Developmental legal assistance or developmental legal aid, as it is often called in the Philippines, has come a long way since the Marcos dictatorship. During martial law, the father of human rights Sen. Jose W. Diokno was sent to prison when Ferdinand Marcos arrested all political dissidents. Once Diokno was released 718 days later, the attorney and former senator founded the Free Legal Assistance Group, the oldest and largest human rights firm since 1974.[9] It was through FLAG's innovative use of developmental legal aid, which included pro-bono legal service as well as free allowances to clients who were financially incapacitated, that free legal service became standard practice in the country. Later on, laws were introduced that would require newly licensed barristers to give free legal service to the poor for a stipulated and fixed duration of time. The most famous law on developmental legal aid is called the Community Legal Aid Service (CLAS) Rule. The CLAS Rule applies to lawyers who are in their first year of practice.[10] Many developmental legal services are provided by most law firms and NGOs in the Philippines.

In 2019 FLAG freely represented Time Person of the Year Maria Ressa during her libel case against the 16th president Rodrigo Roa Duterte, as it was her exposés on Duterte's War on Drugs that have sparked worldwide debates on the potential legal repercussions of Duterte's actions.[11]

In 2020, Duterte created a new law called the Anti-Terror Law, which would arrest any dissident due to loose definitions in the law on who might be marked as "terrorists". This has incited protests from the masses as well as from FLAG chairman Atty. Jose Manuel "Chel" Diokno. FLAG, alongside fellow columnists, statesmen, and political detainees responded with issuing the legal challenge G.R. No. 252741 against Duterte's Executive Secretary Salvador Medialdea on the grounds and rationality of the law. Among the provisions that is being questioned is Section 29 on detention without judicial warrant of arrest in which a suspect can be arrested even without a warrant of arrest and detained for up to 24 days, which echoed back to the days of martial law under Marcos that allowed the proliferation of developmental legal aid in the first place.[12]

EuropeEdit

Article 47 of the Charter of Fundamental Rights of the European Union provides that legal aid will be made available to those who lack sufficient resources, in so far as such aid is necessary to ensure effective access to justice.

Central and Eastern Europe, and RussiaEdit

According to PILnet: the Global Network for Public Interest Law,

for over a decade, the countries of Central and Eastern Europe and Russia have been in the process of reforming and restructuring their legal systems. While many critical justice sector reforms have been undertaken throughout the region, the mechanisms to ensure individuals' access to legal information and assistance often remain inadequate and ineffective. Consequently, many people—especially those who are poor or otherwise disadvantaged—are left without any real access to legal counsel in both criminal and non-criminal matters.

In the Czech Republic, qualifying persons (usually those who evidence inadequacy of funds) can apply to the courts or the Czech Bar Association to have an attorney appointed to them.

DenmarkEdit

In Denmark, applicants must satisfy the following criteria to receive legal aid for civil cases: The applicant must not earn more than kr. 289,000 ($50,000) a year and the claims of the party must seem reasonable. In respect to criminal cases, the convicted will only have to cover the costs if he or she has a considerable fixed income – this is to prevent recidivism.[13]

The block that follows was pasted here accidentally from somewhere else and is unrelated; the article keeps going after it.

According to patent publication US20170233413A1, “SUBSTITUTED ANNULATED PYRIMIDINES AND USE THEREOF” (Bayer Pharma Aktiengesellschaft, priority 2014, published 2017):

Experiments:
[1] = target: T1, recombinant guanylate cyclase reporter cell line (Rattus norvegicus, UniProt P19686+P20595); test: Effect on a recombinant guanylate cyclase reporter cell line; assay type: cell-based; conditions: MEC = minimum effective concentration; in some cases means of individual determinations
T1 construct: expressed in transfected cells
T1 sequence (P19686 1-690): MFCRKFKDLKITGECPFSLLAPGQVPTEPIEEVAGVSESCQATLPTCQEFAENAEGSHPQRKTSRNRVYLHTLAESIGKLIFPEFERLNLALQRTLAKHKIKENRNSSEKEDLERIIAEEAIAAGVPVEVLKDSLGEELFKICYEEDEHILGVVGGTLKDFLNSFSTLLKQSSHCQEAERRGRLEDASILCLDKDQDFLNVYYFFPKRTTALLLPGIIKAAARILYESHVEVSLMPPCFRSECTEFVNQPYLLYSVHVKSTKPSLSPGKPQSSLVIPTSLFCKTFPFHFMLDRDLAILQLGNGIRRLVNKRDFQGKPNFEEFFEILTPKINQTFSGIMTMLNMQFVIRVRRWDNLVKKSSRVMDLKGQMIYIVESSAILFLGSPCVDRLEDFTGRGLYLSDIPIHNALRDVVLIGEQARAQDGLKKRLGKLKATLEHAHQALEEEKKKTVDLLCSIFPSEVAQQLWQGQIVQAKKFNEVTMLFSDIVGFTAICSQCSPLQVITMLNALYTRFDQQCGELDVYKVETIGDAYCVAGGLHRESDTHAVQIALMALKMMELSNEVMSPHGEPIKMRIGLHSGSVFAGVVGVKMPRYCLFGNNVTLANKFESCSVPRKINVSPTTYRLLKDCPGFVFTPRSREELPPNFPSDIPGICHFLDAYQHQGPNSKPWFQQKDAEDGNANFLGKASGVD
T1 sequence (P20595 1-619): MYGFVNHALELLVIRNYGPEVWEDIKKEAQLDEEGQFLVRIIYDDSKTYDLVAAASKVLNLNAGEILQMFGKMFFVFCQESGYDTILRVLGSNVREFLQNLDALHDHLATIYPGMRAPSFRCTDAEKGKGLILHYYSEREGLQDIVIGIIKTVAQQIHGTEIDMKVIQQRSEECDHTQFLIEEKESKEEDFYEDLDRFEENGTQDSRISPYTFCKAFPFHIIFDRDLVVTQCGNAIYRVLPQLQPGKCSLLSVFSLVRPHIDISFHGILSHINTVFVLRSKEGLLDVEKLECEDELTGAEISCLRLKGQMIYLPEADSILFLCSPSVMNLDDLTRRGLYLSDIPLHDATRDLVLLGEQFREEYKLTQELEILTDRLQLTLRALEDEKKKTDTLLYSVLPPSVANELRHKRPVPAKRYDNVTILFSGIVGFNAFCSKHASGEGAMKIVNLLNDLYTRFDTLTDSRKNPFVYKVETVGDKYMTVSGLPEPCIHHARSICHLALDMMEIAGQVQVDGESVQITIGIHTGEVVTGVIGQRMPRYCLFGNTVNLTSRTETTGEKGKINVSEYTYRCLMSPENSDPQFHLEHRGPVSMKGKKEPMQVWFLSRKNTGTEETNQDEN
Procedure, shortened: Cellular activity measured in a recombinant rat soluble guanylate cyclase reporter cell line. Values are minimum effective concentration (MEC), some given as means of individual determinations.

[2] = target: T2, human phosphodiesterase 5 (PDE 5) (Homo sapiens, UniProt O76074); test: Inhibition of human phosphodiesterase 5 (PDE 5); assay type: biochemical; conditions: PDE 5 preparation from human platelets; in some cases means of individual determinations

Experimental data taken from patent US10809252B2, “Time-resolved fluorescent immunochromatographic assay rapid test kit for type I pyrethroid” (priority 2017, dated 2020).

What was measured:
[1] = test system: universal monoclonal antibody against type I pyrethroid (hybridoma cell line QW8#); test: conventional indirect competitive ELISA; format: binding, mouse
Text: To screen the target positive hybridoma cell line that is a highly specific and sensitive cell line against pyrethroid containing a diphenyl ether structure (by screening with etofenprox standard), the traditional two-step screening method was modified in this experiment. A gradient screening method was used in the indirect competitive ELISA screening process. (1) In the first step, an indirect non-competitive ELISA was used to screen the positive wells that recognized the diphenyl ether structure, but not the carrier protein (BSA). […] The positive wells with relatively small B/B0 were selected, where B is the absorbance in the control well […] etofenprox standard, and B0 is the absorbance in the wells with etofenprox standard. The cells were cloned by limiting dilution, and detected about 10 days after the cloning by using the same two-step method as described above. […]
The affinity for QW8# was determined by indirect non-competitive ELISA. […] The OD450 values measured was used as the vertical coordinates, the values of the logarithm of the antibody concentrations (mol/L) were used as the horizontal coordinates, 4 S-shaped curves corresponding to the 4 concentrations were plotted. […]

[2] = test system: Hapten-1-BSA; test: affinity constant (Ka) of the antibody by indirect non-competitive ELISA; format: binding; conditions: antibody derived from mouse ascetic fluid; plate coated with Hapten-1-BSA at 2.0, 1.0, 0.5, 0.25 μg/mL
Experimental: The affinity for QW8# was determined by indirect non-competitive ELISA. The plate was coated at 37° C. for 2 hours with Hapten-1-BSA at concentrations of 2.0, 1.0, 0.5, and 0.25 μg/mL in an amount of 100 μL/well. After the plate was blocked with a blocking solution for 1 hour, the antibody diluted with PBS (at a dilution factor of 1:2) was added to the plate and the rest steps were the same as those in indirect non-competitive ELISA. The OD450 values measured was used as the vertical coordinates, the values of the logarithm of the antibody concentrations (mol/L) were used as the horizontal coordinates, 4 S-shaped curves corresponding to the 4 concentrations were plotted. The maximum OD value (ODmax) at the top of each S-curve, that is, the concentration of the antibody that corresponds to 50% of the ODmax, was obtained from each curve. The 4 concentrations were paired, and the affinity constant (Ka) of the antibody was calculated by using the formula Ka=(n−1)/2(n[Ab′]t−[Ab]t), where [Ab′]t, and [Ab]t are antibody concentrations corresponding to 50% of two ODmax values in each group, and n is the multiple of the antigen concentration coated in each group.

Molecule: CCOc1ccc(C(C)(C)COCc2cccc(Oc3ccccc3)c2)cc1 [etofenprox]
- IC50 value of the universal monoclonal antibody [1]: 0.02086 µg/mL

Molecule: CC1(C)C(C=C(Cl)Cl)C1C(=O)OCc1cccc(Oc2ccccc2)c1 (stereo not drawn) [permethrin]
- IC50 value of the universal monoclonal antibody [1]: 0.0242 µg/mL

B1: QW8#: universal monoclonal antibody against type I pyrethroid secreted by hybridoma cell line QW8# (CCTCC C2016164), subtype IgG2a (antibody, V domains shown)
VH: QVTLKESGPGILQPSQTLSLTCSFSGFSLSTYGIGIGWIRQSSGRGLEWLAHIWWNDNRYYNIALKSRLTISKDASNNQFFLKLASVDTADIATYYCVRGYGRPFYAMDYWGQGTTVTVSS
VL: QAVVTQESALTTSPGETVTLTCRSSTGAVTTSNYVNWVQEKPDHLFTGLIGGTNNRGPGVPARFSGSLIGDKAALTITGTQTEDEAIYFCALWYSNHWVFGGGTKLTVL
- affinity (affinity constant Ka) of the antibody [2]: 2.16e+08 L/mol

GermanyEdit

In civil cases including employment, administrative, constitutional and social cases, assistance under the Legal Advice Scheme Act (in the form of advice and, where necessary, representation) is given.[14] In criminal cases, the defendant has a right to counsel, and in certain cases when the penalty is at least one year of confinement, the defendant can be given counsel even against his or her wishes.[15]

ItalyEdit

Known as Patrocinio a spese dello Stato, legal aid is provided by the Italian Law DPR n. 115/2002 – Articles. 74–141. It is intended to implement Article 24 of the Italian Constitution and ensure access to the right of defense (in civil, administrative and criminal cases) to persons not able to independently obtain the services of a lawyer due to the inability to pay for them from their income (less than €10,776.33 per capita).[16]

The Constitution of the Italian Republic, Clause 24 states:

Everyone is allowed to take legal action for the protection of her/his rights and legitimate interests. Defence is an inviolable right at any grade of the proceedings. The means of action and defence before all Courts are guaranteed to the indigent by public institutions. The law determines the conditions and legal means to remedy miscarriages of justice.

Legal aid in Italy is a service to allow everyone to be assisted by a lawyer or by an expert witness free of any legal fees or costs in all criminal, civil, administrative, accounting or fiscal proceeding and "voluntary jurisdiction" and whenever the presence of a lawyer or expert witness is required by law. Legal aid is granted for all grades or stages of the trial, including all further connected incidental and contingent proceedings. It is granted before Tribunals, Courts of Appeal, the Supreme Court, surveillance courts and judges, Regional Administrative Tribunals, Judicial Review Committees, Provincial and Regional Fiscal Commissions and the State Auditors' Court.